Thomas Lyte: Real craft and British quirks
I was introduced to a brand recently called Thomas Lyte. Better known for their silver work (it’s their responsibility to maintain and refurbish the FA Cup), they also have a growing selection of leather goods with an admirable focus on craft.
I visited the leather workshop in south-west London last week to take a look at how the bags are put together.
The leather they use comes from a small German tannery called Breuninger, which Thomas Lyte effectively saved from insolvency when it bought a large order of mustard-coloured grain leather a few years ago. Now functioning and solvent, Breuninger has retained the mustard dye (together with a grey) exclusively for Thomas Lyte.
The vegetable-tanned leather uses a method called tipping to bring out the fine grain the company has stamped on it. Essentially this means dying the leather twice, once before and once after stamping, the second time using a darker dye that sits between the raised grain and adds contrast.
Having written before, in my piece on Bown bags, about the hand-inking of cut edges, I was glad to see that Thomas Lyte also uses this method. They try to avoid cut edges wherever possible though. (A cut edge being where the leather has been cut, leaving a raw surface that needs to be covered with something, like ink or paste.)
On a bag’s handles a cut edge is pretty much unavoidable. But on side panels or other parts of the bag, the edges are always turned – which requires skiving the edge to make it thinner, turning it over and then stitching it down. This leaves a cleaner, smarter finish but takes longer.
Thomas Lyte’s leather products are always fully lined, with silk. This can create engineering problems, such as a tight corner where the silk has to be sewn into it on the inside. But it is more attractive, particularly in the flower motif printed on deep pink that they often use.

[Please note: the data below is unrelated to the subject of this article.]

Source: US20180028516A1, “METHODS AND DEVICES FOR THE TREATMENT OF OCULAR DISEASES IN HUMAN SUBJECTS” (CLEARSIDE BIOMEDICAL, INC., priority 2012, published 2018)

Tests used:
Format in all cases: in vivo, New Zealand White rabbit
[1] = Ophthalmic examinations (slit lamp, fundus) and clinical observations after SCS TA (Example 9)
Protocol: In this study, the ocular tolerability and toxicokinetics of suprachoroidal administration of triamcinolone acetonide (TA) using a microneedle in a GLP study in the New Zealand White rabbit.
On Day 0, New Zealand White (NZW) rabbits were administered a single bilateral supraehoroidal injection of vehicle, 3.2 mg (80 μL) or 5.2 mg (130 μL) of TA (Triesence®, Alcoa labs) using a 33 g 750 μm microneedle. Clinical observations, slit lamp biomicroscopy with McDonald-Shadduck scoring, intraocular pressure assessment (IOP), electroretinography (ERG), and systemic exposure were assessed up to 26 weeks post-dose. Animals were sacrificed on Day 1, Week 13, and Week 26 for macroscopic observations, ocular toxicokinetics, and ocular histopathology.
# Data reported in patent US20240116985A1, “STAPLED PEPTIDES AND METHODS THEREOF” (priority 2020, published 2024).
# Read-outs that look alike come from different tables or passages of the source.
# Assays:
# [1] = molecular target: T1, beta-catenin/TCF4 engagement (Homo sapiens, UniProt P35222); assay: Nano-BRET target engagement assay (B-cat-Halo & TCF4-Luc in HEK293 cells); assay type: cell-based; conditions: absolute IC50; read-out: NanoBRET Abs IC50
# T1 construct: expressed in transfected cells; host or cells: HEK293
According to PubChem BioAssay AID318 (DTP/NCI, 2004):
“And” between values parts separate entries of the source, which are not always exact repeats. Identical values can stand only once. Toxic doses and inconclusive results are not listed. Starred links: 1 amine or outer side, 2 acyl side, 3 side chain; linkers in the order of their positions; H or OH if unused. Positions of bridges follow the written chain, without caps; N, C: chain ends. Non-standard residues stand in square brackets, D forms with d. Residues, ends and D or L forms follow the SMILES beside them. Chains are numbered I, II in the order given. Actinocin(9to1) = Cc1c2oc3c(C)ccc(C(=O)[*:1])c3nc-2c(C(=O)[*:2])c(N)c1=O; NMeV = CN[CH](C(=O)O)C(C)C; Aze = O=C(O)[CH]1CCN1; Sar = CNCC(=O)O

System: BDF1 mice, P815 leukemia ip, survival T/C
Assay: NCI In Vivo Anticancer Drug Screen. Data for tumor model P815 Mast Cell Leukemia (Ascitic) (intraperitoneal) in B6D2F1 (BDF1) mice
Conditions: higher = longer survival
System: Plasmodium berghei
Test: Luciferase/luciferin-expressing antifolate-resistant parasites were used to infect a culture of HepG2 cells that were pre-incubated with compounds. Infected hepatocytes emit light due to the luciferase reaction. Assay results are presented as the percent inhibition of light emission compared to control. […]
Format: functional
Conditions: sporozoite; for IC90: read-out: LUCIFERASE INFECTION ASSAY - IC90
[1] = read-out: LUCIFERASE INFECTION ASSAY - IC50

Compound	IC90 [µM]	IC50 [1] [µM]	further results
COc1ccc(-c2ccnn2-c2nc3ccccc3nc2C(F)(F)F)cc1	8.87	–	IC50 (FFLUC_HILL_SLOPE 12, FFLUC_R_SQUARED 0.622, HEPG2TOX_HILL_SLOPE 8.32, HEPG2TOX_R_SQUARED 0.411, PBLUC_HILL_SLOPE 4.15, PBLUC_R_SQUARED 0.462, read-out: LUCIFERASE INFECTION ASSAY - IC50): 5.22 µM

Also – and I love this fact – all the pockets of all the wallets are lined with silk too. Many manufacturers don’t line the pockets, only do so halfway, or use less expensive material. Because you can’t see it very easily. I check that every time I pick up a wallet now.
To segue from craft into design, I’m a fan of their coin purses that fasten with magnets along the edge. Not only do they keep the pocket shut, but when it is open they cling to the coppers so everything else comes out first. Assuming you’re not searching for 2p to put in a tip jar, this saves much scrabbling around.
Design is all about British icons. From the pillar box, Thomas Lyte’s designers took the kicking plate that runs around the bottom and transferred it to the leather goods. So the bottom section of the bags and the wallets is in black bridle leather, contrasting with the grain calf leather on top. Practical for the bags, as bridle leather is much hardier, but more a question of continuity on the wallets.
From the Spitfire plane, the designers took the curve of the tail and echoed it in everything from bottoms of the bags to the tags on all their zips (see picture above). And lastly, there is a faint reminder of a fairground’s helter skelter in the lines of the pockets of a wallet.
I think Thomas Lyte is a craft-orientated company that is just discovering what it wants to do in leather goods, with a leaning towards the slightly funkier, irreverent end of the design spectrum. For the moment they are only online. But watch this space.
Photography: Andy Barnham